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PostPosted: Thu Mar 25, 2021 7:36 am 
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Joined: Tue Aug 02, 2016 10:29 pm
Posts: 2
Location: Lithuania
Greetings,

I live in an apartment block and have a bedroom studio, where among other things I practice and record vocals. Everything is peachy, with one caveat - although I'm lucky(?) to live in a chilly weather country that has great insulation between apartments, disturbing the neighbors is still somewhat of an issue. I can practice in afternoon/early evening without anyone minding, but I'd really like to extend that time window. For that purpose I'm considering a cabin/booth.

I did some quick noise measurements to get an idea of how much soundproofing I need:
* My voice peaks at around 100dB, I don't think I ever beat 105dB (measured at about 5cm in front of my mouth).
* The fundamental of my lowest note is around 100Hz, so there's hardly any meaningful energy below that point.
* I can hear absolutely no sound coming from the neighbors that are on the same floor as me. The side walls seem to be really well isolated. Only neighbors above and below are an issue.
* Occasionally, I hear a child screaming at night from the neighbors above me. I assume the actual sound level of that is around 90-95dB, what can be heard in my flat measured to around 50-55dB.

With that info in mind, I figure an attenuation of 15-20dB would be plenty to take the edge off my voice, and the insulation between the apartments would do the rest. I considered some pre-made products like VicBooth Ultra and they seem plenty to achieve my goal, albeit with really inflated prices.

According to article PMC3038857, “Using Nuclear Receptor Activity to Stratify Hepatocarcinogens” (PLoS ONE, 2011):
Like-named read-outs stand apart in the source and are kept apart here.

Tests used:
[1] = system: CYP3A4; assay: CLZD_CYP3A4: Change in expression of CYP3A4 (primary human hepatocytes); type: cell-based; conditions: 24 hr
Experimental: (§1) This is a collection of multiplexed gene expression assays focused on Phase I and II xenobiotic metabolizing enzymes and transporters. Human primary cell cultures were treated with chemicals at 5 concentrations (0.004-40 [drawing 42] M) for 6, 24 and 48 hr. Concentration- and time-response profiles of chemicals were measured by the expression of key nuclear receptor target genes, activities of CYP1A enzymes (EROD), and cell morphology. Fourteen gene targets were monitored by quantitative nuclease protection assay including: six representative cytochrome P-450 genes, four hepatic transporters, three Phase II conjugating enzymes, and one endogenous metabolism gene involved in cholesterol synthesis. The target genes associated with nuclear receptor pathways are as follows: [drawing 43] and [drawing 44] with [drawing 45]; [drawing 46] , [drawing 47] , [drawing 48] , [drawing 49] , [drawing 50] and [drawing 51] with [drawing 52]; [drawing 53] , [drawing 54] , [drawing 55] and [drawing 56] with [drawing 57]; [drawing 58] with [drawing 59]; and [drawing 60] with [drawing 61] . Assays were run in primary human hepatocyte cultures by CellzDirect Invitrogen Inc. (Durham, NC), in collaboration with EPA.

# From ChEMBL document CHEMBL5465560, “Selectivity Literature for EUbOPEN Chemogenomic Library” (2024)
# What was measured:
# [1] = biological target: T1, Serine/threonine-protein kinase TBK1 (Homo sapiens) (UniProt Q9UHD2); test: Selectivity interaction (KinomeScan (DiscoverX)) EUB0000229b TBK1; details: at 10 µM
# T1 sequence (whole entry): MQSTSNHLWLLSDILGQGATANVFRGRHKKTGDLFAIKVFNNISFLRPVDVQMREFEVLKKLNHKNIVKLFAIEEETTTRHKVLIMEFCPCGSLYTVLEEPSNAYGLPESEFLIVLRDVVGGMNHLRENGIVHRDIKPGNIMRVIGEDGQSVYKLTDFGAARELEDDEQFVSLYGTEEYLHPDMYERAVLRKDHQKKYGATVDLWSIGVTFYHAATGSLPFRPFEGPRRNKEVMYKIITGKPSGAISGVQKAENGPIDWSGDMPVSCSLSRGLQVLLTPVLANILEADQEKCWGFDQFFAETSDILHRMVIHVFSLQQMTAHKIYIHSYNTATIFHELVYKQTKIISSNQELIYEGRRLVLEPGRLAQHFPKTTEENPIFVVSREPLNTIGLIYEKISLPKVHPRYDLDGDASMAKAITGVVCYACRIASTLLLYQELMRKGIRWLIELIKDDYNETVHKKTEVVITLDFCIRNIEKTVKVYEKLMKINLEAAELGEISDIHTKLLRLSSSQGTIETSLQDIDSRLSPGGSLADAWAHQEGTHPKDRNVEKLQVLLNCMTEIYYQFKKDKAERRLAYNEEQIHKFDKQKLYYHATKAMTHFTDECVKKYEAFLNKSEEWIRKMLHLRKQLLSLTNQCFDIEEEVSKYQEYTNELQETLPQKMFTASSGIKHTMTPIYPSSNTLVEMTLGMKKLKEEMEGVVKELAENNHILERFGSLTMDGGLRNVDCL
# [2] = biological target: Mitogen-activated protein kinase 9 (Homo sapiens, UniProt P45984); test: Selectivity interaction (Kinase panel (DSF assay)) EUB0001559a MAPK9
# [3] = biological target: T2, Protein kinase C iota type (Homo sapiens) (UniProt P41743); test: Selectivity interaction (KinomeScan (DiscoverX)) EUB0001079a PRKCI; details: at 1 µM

I'm still in the process of figuring out the exact available space I have for this project, but for now let's assume I have these dimensions to work with: 1100 x 1500 x 2400 (mm). Naturally, I would want the walls to be thin and that's the tricky part where I'm not sure whether a double-leaf with a small cavity or a single heavier leaf would be better. VicBooth advertises 30dB attenuation with the thinnest wall being ~30mm, but from what theory I have read so far it seems really unlikely in a DIY scenario. And from what I understand a two-leaf system is only effective if the door is doubled too (one opening to the outside, one to the inside), which might be really tricky in a booth this small.

So my main conundrum is whether this project is even worth attempting with that little space?
If yes, is a two-leaf system something I should do or can I get by with just a single drywall/plywood/etc layer?
If a two-leaf system is to be considered, from what I read I figured it would only be useful if I bring the resonant frequency below 100Hz. Is that correct?

I'm still working my way through the articles/threads on ventilation, wiring and other mandatory components that I will have to consider and plan out.
I don't have a hard limit on the budget, but for planning purposes let's assume there is $3000 available.